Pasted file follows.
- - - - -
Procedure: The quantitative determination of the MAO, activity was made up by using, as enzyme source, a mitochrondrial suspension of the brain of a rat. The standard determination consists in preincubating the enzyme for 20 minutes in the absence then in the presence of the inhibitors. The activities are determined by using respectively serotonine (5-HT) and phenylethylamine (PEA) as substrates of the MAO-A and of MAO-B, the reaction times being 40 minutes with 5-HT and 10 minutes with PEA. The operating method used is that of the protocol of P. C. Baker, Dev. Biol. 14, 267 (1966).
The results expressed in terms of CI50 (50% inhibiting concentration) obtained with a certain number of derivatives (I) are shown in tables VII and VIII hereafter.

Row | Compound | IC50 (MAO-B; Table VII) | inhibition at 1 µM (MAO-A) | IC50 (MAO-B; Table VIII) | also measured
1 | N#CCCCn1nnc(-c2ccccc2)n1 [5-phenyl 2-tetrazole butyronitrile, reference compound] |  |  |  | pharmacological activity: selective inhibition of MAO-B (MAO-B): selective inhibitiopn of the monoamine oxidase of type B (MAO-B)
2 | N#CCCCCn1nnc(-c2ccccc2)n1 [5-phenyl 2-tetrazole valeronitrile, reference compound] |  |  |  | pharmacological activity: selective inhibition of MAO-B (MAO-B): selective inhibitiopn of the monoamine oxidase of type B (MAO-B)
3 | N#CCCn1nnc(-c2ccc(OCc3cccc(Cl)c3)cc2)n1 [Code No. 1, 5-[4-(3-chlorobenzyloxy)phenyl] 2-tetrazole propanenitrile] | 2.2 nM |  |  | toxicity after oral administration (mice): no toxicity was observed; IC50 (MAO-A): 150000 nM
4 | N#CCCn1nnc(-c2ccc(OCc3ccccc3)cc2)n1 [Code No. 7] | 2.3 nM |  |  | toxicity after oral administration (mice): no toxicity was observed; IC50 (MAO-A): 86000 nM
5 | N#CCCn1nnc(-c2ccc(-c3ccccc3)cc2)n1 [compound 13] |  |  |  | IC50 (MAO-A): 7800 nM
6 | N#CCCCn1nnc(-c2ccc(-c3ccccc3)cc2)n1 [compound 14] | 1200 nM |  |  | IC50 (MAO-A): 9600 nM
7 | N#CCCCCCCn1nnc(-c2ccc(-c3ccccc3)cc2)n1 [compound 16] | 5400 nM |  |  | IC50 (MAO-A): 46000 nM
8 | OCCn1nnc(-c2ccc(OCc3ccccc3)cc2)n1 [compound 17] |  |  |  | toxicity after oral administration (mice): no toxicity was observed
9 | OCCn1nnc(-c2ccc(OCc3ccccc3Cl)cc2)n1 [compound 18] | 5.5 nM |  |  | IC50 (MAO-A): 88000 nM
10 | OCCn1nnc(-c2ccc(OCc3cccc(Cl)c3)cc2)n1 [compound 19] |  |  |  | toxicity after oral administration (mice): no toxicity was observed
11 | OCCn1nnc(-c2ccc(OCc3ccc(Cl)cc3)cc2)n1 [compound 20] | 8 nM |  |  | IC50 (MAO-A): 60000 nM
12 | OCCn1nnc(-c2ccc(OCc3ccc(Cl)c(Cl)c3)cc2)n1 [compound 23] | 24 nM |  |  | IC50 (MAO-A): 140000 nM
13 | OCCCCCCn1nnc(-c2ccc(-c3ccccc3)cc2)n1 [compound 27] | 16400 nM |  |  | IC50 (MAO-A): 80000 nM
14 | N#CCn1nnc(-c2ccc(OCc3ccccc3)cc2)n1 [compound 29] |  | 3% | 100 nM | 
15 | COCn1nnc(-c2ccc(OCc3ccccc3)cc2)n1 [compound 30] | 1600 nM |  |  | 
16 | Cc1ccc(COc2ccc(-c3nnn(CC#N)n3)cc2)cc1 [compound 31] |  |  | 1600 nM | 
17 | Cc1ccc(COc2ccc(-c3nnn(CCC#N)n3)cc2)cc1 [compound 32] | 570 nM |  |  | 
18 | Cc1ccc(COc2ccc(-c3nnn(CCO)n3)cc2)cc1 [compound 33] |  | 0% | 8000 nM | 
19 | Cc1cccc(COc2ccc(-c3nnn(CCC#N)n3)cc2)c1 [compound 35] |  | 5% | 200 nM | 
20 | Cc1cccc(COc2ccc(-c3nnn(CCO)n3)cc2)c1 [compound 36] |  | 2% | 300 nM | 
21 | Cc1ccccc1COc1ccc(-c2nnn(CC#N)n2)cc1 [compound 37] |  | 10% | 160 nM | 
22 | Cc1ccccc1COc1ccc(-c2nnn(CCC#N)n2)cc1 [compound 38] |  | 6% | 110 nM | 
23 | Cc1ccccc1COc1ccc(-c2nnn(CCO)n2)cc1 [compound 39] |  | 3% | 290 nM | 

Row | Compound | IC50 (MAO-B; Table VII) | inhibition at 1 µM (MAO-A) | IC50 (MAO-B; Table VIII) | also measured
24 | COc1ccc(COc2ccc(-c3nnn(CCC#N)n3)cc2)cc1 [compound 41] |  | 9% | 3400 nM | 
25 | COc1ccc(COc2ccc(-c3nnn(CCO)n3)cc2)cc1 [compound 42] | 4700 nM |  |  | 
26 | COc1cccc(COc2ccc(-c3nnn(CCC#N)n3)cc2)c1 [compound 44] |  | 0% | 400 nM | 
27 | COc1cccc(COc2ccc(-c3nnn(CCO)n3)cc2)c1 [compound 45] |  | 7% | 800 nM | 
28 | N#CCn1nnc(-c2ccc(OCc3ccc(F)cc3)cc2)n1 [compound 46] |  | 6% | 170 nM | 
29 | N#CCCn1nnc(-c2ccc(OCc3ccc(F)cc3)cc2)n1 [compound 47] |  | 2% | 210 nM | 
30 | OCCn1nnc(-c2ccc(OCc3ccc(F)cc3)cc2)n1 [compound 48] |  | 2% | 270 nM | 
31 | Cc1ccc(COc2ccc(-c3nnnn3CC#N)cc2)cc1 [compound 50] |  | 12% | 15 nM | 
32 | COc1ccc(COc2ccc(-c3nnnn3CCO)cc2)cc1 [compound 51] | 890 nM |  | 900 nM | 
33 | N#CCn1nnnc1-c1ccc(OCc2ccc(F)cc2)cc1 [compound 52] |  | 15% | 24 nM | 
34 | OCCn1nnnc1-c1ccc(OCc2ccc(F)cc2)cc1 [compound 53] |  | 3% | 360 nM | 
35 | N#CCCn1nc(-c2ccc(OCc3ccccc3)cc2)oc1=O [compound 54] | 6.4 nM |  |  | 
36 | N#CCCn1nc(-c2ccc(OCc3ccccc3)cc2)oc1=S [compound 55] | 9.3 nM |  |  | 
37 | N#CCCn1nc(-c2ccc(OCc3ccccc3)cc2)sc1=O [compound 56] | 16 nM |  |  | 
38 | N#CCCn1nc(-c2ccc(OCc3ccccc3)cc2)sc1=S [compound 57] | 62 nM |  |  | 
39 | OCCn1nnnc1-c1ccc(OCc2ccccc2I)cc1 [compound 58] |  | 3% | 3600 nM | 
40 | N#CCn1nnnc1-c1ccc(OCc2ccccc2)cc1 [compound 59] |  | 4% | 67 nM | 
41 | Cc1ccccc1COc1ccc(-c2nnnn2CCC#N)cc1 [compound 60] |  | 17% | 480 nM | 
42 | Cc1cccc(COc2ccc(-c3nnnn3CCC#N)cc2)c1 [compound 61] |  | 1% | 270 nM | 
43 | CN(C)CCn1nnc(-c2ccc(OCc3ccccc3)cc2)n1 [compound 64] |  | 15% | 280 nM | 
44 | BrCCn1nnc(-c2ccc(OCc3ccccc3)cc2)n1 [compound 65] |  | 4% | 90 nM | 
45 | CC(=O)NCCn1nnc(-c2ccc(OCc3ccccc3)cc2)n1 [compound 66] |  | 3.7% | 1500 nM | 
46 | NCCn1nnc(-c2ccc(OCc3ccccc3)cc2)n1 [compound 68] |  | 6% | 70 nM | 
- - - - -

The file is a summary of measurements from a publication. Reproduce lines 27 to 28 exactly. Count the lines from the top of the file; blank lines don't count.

Row | Compound | IC50 (MAO-B; Table VII) | inhibition at 1 µM (MAO-A) | IC50 (MAO-B; Table VIII) | also measured
24 | COc1ccc(COc2ccc(-c3nnn(CCC#N)n3)cc2)cc1 [compound 41] |  | 9% | 3400 nM | 